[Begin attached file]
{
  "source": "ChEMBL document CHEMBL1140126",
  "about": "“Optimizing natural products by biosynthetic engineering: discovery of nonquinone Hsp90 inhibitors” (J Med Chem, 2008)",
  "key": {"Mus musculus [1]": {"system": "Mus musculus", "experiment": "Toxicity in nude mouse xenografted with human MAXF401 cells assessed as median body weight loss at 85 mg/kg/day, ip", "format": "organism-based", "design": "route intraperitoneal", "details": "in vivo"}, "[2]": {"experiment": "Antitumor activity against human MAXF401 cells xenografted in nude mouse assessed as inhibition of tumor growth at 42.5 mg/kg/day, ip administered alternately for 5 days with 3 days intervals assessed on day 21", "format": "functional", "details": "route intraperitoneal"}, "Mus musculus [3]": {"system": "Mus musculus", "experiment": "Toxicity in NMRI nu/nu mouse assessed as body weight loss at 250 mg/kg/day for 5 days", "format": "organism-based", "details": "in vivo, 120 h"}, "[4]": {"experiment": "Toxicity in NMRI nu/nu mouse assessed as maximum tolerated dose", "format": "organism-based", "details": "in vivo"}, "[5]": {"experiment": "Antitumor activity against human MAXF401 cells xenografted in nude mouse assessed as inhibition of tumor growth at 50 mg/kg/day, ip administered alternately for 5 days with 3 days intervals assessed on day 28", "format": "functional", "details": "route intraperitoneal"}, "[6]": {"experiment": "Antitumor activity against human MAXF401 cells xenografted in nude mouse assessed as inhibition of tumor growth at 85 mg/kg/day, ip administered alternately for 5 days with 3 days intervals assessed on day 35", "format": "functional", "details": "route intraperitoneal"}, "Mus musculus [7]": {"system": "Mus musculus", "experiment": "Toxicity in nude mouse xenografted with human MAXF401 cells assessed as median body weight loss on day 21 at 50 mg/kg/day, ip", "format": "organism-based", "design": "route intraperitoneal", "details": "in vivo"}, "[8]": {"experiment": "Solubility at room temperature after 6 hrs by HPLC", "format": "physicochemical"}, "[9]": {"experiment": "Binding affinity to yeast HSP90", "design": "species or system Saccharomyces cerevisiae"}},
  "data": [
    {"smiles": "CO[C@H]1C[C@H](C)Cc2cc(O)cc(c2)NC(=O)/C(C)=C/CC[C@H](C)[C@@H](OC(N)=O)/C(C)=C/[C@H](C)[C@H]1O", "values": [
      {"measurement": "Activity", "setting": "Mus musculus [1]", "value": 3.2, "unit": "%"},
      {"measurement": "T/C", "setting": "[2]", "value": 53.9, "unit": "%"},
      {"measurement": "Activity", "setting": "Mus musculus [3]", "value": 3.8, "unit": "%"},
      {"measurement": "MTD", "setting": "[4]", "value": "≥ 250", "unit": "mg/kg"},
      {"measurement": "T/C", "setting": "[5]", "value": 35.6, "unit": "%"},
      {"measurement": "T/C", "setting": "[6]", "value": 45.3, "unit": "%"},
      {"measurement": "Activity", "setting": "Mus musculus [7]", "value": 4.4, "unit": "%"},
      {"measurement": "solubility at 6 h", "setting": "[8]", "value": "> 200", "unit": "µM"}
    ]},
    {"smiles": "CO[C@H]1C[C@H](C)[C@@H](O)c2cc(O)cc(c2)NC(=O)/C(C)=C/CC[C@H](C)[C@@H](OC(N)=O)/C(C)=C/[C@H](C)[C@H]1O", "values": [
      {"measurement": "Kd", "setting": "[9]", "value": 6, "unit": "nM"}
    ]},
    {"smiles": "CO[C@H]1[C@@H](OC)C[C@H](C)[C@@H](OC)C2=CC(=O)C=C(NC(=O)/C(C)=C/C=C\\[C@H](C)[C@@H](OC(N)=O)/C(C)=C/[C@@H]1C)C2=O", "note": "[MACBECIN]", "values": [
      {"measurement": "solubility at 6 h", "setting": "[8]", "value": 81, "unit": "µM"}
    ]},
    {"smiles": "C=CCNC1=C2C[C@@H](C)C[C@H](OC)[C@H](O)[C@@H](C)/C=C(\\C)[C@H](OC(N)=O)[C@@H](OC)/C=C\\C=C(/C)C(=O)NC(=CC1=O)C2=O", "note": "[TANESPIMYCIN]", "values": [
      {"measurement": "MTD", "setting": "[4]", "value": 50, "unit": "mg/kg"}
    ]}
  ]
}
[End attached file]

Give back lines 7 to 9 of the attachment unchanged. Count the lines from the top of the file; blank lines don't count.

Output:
      {"measurement": "Activity", "setting": "Mus musculus [1]", "value": 3.2, "unit": "%"},
      {"measurement": "T/C", "setting": "[2]", "value": 53.9, "unit": "%"},
      {"measurement": "Activity", "setting": "Mus musculus [3]", "value": 3.8, "unit": "%"},